"Look down there, Captain," he called to Cleymore, his voice trembling with passion, but Cleymore only nodded sadly. He was watching something else. A figure in the uniform of a staff-officer, filthy with grime and sweat, had crawled through what was left of the covered bridge across the South Fork, and was wriggling his way toward the débris of Keenan's battery. Cleymore watched him with puckered eyes.

"What do you want, sonny?" he asked, as

the staff officer crept past him,-"orders? Give 'em to me-keep to the ground, you fool," he added, as a flight of bullets swept overhead. The staff-officer lifted a flushed face, scratched and smeared with dust and sweat, and attempted a salute.

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"Colonel Worth's compliments to Colonel Randal-" he began, but was interrupted by Cleymore: Colonel Randal 's in the ditch below with most of his regiment piled on top of him. What are your orders?-hold on to the bridge till hell freezes? I thought so,-I 'm Cleymore, Captain in the 10th New York Sharpshooters, yonder 's what's left of us, and there's two dozen of Colonel Randal's Rhode Islanders among 'em, too. Major Wilcox has got a hole in his face, and can't speak-you see what's left of Keenan's battery-four guns, and few to serve 'em except my riflemen. Is n't General Hooker in sight?"

The staff-officer raised his blue eyes to the wreck of the battery, and then looked questioningly at Cleymore. The latter lay moodily twisting and untwisting the stained leather thong whipped about his sword hilt.

"I'm ranking officer here," he said, "the rest are dead. My compliments to General Kempner, and tell him his orders shall be obeyed. Both bridges are mined. Murphy is watching for Longstreet-What are you shivering for?"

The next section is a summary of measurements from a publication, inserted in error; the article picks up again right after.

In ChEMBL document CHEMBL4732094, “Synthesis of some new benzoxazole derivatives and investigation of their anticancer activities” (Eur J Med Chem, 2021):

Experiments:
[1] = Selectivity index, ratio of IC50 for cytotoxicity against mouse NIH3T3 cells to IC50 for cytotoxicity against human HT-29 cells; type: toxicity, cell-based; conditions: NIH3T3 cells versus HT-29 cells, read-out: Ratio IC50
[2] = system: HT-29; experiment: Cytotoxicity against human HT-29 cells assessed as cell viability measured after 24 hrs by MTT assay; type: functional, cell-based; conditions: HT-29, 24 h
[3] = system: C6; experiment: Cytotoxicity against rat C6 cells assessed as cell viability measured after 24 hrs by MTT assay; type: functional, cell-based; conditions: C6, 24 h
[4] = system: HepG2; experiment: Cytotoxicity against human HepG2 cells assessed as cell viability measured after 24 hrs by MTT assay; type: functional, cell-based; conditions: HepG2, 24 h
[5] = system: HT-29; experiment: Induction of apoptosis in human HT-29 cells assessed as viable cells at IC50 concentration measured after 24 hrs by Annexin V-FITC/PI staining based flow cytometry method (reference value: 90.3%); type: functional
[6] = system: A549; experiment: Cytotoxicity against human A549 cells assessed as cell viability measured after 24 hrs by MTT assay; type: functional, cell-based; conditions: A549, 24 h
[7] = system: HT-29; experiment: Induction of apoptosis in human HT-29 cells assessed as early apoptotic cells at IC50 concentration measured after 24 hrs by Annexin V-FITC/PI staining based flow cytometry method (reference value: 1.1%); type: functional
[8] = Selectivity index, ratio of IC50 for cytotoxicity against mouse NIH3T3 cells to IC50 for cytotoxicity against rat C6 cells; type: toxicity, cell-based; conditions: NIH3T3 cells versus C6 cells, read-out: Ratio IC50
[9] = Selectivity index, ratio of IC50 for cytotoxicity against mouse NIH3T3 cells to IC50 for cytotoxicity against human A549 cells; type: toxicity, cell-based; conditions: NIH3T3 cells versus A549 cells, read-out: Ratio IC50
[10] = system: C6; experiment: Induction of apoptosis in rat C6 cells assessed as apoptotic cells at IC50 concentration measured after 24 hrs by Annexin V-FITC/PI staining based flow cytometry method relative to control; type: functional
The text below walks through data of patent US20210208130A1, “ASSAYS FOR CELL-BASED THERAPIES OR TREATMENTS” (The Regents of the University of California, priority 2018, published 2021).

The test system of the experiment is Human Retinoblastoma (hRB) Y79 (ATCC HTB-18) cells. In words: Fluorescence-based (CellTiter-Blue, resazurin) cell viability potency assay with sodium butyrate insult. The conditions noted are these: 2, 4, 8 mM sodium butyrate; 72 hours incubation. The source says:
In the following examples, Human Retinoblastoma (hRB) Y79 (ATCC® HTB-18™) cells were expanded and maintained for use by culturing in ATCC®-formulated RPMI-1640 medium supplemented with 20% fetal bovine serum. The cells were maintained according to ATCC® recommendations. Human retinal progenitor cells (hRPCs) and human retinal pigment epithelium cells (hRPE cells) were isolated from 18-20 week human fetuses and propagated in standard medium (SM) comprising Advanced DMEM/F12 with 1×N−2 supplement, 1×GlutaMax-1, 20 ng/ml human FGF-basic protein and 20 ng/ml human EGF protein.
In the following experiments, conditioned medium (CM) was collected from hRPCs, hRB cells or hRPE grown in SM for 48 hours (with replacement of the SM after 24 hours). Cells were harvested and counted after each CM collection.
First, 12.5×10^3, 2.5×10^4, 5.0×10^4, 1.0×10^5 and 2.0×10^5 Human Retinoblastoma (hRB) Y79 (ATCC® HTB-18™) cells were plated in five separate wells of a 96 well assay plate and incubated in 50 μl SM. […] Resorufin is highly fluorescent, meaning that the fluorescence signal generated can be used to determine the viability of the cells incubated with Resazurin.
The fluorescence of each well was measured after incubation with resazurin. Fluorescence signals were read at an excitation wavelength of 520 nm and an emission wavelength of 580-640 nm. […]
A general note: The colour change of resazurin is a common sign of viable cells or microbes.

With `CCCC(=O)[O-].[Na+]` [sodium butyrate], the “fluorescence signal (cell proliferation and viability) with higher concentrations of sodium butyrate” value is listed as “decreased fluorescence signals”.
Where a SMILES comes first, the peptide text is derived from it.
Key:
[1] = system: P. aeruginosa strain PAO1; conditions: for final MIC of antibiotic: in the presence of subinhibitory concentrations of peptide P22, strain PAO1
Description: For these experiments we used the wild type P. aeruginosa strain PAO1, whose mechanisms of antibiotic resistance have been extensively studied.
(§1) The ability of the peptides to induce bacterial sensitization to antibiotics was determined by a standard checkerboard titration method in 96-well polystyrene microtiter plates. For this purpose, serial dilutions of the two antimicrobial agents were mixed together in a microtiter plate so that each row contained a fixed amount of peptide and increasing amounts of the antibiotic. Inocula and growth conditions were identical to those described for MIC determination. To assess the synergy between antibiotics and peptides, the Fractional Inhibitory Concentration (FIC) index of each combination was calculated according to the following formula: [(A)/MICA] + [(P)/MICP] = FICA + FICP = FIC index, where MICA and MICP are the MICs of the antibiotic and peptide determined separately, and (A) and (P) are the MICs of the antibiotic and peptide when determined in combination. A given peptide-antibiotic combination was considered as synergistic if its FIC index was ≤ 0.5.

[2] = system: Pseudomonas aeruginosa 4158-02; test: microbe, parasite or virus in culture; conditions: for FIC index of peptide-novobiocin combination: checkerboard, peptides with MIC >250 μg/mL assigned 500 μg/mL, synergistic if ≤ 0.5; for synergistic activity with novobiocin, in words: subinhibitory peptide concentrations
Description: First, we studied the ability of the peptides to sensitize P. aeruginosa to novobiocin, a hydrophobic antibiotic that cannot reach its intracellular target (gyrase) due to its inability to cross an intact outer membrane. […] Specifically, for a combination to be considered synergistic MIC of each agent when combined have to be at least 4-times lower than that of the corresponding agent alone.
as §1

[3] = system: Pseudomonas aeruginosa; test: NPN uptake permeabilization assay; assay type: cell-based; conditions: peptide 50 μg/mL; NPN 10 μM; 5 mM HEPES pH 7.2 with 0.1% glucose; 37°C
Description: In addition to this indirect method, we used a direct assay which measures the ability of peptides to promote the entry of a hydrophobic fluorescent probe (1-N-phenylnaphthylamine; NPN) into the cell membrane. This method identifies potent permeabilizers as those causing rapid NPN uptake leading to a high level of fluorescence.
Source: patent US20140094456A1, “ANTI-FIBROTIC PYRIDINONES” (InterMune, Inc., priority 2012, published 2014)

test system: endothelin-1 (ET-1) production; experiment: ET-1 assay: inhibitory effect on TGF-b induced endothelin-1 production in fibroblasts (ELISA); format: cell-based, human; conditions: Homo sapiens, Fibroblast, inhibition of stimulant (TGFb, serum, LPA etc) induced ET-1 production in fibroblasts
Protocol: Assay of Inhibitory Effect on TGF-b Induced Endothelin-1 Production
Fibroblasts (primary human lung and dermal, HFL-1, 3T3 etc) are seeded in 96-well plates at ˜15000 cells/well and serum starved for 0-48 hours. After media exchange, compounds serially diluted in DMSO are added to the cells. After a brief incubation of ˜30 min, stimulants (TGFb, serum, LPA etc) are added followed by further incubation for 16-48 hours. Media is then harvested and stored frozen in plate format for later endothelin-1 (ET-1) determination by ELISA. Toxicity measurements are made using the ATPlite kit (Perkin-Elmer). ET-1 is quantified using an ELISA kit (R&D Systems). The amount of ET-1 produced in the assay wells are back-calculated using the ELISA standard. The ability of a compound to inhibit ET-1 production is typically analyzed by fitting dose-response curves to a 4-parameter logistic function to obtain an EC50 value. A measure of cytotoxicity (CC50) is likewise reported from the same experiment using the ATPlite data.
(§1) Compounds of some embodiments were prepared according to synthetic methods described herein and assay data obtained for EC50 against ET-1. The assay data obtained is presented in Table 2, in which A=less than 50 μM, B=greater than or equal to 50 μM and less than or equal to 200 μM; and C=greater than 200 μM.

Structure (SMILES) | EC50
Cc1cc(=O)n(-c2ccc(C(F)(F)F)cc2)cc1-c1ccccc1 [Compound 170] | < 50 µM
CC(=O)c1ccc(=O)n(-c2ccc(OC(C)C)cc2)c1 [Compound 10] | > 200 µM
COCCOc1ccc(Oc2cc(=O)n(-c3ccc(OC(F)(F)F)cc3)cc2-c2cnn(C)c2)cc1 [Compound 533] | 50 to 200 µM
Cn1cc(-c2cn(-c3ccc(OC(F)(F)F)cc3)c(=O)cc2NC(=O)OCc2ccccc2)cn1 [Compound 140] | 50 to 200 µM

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Ague," said the staff-officer in a low voice. Cleymore spat out a mouthful of dust that a

bullet had flung in his face, and wiped his glasses "Who are you from, anyway?"

on his sleeve.

he demanded. Worth."

"I don't take orders from Colonel

"General Kempner is dead," said the staffofficer simply.

Keenan came up chewing a twig and whistling. Captain Cleymore," said the staff-officer, "my horse has been shot and Colonel Worth is waiting. Will you point out to me the quickest way back?"

"Back!" broke in Keenan, "you can't get back, my boy!"

"I must," said the youngster, without glancing at the artillery officer.

"Oh, if it's a case of must," said Cleymore indifferently, "come ahead," and he rose to his knees and peered across the swollen South Fork, now a vast torrent of mud.

Crack! Crack! rang the rifles from the opposite shore, and the little staff-officer's cap was jerked from his head and rolled down the embankment into the river. Keenan cursed.

"Come on, sonny," said Cleymore, scrambling down the embankment to the ditch. The ditch was choked with mangled bodies in blue, flung one over the other amid smashed gun-wheels, caissons, knapsacks, and rifles; and the staffofficer hesitated for an instant at the brink.

"Jump!" called Cleymore, "here! Get down behind this rock and keep your nose out of sight;